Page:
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- Chola dynasty was a Tamil dynasty of southern India.
- They are one of the longest-ruling dynasty in history.
- The earliest references of the Chola dynasty can be traced from Sangam Age.
- Heartland of the Chola kingdom was the valley of Kaveri River.
Chola Dynasty Kings
Vijayalaya Chola (848–871)
- Vijayalaya was the founder of Chola Dynasty.
- He captured Tanjore from Muttarayar, an ally of the Pandyas, around 850 AD.
- He founded the temple of Nishumbhasudini (Durga) in Thanjavur, Tamil Nadu.
- They were feudatories of the Pallavas.
Aditya Chola (891–907)
Parantaka I (907–950)
- At the start of his reign, Parantaka I invaded the Pandya territory.
- Parantaka I assumed title of ‘Maduraikonda’ (Conqueror of Madurai).
- Uttaramerur inscription tells about his region.
- Krishna Ill, one of the greatest Rashtrakuta rulers, defeated Parantaka in the famous battle of Takkolam (near Arkonam) in 949 AD.
Rajaraja Chola I (985–1014)
- The real greatness of the Chola kingdom began with Rajaraja Chola I.
- Rajaraja Chola I defeated a confederation of the three kingdoms of Pandya, Kerala and Ceylon.
- He destructed the Anuradhapura after defeating north Ceylon.
- Rajaraja Chola I also annexed the Maldives probably for securing the trade routes of the Indian Ocean.
- He built Famous Rajeshwara / Brihadeshwara temple at Thanjavur (Dravida Style) in 1010 AD.
- Rajaraja Chola I encouraged Sailendra ruler of Srivijaya (South-EastAsia), to build a Buddhist vihara at Nagapattinam.
- The vihara was called ‘Chudamani Vihara‘.
Rajendra Chola I (1012–1044)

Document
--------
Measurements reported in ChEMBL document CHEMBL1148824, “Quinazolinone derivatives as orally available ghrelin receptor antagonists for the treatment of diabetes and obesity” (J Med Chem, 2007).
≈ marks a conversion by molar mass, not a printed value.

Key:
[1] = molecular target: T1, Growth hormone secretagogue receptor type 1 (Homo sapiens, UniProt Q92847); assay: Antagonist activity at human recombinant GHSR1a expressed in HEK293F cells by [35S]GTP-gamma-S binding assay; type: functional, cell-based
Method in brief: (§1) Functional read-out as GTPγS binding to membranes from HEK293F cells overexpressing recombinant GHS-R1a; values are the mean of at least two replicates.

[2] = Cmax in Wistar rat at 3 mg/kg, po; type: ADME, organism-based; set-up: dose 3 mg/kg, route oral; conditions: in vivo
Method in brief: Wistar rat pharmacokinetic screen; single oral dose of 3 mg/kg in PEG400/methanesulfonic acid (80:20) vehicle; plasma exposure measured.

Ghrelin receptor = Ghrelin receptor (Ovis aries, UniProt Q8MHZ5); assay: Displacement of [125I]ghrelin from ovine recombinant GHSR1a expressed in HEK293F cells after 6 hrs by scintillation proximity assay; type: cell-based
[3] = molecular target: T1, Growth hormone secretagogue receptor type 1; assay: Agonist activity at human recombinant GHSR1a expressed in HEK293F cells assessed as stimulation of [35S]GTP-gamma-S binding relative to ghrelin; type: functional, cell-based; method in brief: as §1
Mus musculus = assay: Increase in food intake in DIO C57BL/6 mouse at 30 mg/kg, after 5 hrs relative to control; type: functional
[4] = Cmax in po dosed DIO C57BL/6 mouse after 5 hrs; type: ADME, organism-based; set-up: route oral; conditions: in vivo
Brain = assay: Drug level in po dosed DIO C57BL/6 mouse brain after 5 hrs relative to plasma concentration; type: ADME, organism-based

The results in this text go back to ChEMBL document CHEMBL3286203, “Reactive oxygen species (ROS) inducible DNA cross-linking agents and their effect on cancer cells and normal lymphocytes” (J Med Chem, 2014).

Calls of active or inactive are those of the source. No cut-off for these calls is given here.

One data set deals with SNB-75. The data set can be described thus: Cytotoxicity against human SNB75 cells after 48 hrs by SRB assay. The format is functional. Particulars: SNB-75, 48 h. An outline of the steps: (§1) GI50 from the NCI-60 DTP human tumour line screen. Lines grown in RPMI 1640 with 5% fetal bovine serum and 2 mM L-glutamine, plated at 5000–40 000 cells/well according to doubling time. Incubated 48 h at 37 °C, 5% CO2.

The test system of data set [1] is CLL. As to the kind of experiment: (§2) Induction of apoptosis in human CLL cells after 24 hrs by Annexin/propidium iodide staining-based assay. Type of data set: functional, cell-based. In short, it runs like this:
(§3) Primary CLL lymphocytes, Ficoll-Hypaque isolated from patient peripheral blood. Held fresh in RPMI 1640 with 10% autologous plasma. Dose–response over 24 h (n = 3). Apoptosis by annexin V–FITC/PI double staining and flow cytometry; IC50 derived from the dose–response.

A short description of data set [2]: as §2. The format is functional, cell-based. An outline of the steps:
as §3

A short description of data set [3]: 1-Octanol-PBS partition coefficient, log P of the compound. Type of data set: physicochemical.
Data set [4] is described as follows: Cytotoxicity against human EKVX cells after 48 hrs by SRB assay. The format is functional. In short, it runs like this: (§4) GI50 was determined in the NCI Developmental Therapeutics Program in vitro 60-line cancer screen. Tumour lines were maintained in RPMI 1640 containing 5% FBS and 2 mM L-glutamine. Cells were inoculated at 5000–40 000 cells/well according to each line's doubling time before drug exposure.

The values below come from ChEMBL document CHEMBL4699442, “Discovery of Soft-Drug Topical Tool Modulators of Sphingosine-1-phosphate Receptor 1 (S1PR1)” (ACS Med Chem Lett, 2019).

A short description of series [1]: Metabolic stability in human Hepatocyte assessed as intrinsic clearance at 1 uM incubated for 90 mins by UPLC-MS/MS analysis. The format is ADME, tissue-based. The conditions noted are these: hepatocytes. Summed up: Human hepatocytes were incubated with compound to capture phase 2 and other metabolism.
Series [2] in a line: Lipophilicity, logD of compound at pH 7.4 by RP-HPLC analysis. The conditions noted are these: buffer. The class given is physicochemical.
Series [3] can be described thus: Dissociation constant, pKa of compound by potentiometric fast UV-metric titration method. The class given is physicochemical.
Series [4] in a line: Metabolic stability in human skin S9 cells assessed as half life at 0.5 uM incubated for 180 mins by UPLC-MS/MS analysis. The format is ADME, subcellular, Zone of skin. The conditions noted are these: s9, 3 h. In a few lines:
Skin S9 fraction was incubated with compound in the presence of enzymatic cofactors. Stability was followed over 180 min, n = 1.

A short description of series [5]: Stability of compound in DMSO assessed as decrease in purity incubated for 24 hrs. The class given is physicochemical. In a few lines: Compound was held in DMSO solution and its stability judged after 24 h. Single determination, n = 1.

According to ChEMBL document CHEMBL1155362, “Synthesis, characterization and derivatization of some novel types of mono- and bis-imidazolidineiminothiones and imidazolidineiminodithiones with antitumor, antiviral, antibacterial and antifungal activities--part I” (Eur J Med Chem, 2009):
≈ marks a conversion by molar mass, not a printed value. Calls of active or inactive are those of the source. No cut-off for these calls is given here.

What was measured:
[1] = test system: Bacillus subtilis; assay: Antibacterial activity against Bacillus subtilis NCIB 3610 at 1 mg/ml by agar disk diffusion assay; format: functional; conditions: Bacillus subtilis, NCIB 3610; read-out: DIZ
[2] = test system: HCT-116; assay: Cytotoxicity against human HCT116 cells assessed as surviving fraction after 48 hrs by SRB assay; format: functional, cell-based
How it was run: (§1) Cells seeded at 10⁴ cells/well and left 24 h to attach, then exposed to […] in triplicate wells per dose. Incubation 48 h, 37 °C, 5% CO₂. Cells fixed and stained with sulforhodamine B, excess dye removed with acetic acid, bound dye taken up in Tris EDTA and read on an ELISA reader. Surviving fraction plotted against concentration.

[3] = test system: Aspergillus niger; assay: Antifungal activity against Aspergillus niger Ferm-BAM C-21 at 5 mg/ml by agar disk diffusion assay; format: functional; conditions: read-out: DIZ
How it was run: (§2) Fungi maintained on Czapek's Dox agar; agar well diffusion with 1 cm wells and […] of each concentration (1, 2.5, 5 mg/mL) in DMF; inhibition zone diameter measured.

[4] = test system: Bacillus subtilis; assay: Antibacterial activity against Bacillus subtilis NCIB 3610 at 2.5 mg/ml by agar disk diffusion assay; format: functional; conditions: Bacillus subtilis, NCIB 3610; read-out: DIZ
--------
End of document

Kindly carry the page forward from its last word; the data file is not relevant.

- Rajendra Chola defeated southern Srilanka & annexed whole Srilanka.
- He moved to north & Captured till Bengal defeating Mahipala I.
- Rajendra Chola assumed title of Gangaikonda Chola.
- He conquered Malay Peninsula & converted Bay of Bengal to Chola lake for trading purposes with China.
- He founded new capital of Chola dynasty Gangaikondacholapuram at Kaveri valley.
- Rajendra Chola also built famous Gangaikondachola Temple (Dravida style) in the new capital of Chola dynasty.
- In 1025, Rajendra Chola sent expedition to Sumatra and Malaya and defeated ruler of Srivijaya empire.
- In 1015 and 1033 Rajendra Chola I had sent diplomatic missions to China.
- Rajadhiraja suppressed rebellions in Pandya, Kerala and Ceylon kingdoms.
- He performed the virabhisheka.
- It was coronation of the victory there and assumed the title of ‘Vijayarajendra’.
Kulottunga I (1070–1120)
- Kulottunga I is the son of Rajaraja Narendra of Vengi and Chola princess Ammangadevi.
- He united the Vengi kingdom with the Chola kingdom.
- Kulottunga I sent a large embassy of 72 merchants to China.
- Suryavarman Il, the builder of Angkor Wat, sent a precious jewel to Kulottunga who then donated it to the temple of Chidambaram in 1114 AD.
- Last Chola dynasty king was Rajendra Chola III (1246–1279).
- Chola Kingdom was divided into Mandalams or provinces.
- Mandalams were further divided into Town and Villages.
- Autonomous administration for towns and townships, known as Tankurrams.
- Town autonomy was quite similar to village autonomy and both were administered by assemblies.
- In the sabha, membership was restricted to the Brahmins of the village, or was found exclusively in a village gifted to Brahmins.
- The nagaram was found more commonly in trade centres such as cities and towns.
Public Works in Chola Kingdom
- Extensive irrigation works, roads and cities were made in the time of Chola dynasty.
- They made artificial lake (16 miles in length) near Gangaikonda Cholapuram, and constructed dams across the Kaveri river for irrigation purposes.
Trade & Diplomacy of Chola Dynasty
- Merchants, who operating locally was called swadesi and called nanadesi, who operated internationally.
- The merchants had their own settlements (nagara) with autonomous institutions of local government.
- The great ports (pattinam) also had their guilds and autonomous institutions.
- They financed local development projects, construction of temples, lent money to the Chola kings.
- Among the most powerful guilds were the Ayyavole and the Manigramam.
- Ayyavole extended to West Asia, while the Manigramam concentrated on trade with South-East Asia.